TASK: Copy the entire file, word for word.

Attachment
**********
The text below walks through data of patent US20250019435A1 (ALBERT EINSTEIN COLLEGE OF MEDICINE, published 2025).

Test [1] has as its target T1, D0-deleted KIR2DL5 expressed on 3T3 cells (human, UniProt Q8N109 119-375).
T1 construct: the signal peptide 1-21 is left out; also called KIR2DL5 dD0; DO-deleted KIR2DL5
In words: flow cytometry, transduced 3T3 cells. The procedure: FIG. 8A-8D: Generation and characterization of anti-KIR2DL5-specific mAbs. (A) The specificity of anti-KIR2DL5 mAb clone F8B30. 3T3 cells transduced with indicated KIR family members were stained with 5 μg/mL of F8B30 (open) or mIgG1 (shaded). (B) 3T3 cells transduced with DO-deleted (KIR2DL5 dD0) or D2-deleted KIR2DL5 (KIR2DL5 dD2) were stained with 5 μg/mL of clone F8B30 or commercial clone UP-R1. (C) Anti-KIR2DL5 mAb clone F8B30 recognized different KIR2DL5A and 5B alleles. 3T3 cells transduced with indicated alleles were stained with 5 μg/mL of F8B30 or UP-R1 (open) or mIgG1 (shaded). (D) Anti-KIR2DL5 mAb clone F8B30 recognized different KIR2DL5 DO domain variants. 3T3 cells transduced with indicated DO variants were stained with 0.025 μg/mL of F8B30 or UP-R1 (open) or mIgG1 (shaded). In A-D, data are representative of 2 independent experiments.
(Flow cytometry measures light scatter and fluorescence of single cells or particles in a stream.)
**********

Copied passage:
The text below walks through data of patent US20250019435A1 (ALBERT EINSTEIN COLLEGE OF MEDICINE, published 2025).

Test [1] has as its target T1, D0-deleted KIR2DL5 expressed on 3T3 cells (human, UniProt Q8N109 119-375).
T1 construct: the signal peptide 1-21 is left out; also called KIR2DL5 dD0; DO-deleted KIR2DL5
In words: flow cytometry, transduced 3T3 cells. The procedure: FIG. 8A-8D: Generation and characterization of anti-KIR2DL5-specific mAbs. (A) The specificity of anti-KIR2DL5 mAb clone F8B30. 3T3 cells transduced with indicated KIR family members were stained with 5 μg/mL of F8B30 (open) or mIgG1 (shaded). (B) 3T3 cells transduced with DO-deleted (KIR2DL5 dD0) or D2-deleted KIR2DL5 (KIR2DL5 dD2) were stained with 5 μg/mL of clone F8B30 or commercial clone UP-R1. (C) Anti-KIR2DL5 mAb clone F8B30 recognized different KIR2DL5A and 5B alleles. 3T3 cells transduced with indicated alleles were stained with 5 μg/mL of F8B30 or UP-R1 (open) or mIgG1 (shaded). (D) Anti-KIR2DL5 mAb clone F8B30 recognized different KIR2DL5 DO domain variants. 3T3 cells transduced with indicated DO variants were stained with 0.025 μg/mL of F8B30 or UP-R1 (open) or mIgG1 (shaded). In A-D, data are representative of 2 independent experiments.
(Flow cytometry measures light scatter and fluorescence of single cells or particles in a stream.)